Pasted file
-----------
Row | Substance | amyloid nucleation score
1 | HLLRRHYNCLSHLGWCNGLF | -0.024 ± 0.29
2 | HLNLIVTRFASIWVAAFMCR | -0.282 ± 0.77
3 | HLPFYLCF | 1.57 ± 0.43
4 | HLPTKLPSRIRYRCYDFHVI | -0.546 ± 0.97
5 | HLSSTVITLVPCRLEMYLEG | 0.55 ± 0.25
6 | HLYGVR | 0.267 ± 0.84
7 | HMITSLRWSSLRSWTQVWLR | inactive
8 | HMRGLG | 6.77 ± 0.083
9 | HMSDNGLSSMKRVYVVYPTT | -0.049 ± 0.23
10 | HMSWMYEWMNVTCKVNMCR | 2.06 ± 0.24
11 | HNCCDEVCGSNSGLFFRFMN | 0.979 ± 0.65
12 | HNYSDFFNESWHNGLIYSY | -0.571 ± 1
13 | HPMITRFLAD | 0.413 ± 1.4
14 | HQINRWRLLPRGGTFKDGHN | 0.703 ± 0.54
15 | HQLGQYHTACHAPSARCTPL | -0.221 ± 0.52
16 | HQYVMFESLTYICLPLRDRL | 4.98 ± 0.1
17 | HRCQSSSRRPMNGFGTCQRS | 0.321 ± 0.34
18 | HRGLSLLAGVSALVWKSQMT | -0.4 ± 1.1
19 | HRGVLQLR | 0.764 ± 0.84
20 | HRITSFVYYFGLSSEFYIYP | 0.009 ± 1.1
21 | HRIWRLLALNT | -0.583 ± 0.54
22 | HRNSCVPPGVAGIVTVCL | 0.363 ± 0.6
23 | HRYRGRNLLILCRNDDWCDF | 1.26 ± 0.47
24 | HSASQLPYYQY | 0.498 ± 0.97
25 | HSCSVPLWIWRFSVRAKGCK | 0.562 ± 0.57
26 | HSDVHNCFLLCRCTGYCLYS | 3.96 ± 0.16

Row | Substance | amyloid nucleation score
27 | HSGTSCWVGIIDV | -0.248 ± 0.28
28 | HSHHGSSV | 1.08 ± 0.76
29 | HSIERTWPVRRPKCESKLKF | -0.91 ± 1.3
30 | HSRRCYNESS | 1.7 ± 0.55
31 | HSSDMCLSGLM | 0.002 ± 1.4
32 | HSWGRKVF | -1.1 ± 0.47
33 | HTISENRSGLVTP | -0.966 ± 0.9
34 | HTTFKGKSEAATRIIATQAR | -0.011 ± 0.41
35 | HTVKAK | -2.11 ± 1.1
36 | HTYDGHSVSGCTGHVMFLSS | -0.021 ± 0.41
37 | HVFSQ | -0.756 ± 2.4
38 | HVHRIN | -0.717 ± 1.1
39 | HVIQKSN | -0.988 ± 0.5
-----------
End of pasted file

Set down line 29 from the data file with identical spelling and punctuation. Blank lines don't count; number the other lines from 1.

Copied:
27 | HSGTSCWVGIIDV | -0.248 ± 0.28